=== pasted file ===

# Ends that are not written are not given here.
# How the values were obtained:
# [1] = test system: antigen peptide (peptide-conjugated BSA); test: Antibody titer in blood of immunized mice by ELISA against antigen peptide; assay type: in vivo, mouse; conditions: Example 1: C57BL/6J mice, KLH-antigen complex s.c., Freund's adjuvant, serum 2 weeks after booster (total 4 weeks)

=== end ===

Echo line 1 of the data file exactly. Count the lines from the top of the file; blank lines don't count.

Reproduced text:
# Ends that are not written are not given here.